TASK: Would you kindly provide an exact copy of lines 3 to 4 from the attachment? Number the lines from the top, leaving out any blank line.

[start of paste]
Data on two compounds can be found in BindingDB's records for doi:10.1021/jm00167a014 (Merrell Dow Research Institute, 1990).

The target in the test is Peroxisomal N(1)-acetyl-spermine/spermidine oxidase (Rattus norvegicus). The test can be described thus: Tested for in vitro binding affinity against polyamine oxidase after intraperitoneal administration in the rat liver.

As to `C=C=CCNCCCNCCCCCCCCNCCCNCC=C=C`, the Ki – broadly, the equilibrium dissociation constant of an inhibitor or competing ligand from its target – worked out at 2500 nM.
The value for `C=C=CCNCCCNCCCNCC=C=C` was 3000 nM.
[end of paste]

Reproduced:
As to `C=C=CCNCCCNCCCCCCCCNCCCNCC=C=C`, the Ki – broadly, the equilibrium dissociation constant of an inhibitor or competing ligand from its target – worked out at 2500 nM.
The value for `C=C=CCNCCCNCCCNCC=C=C` was 3000 nM.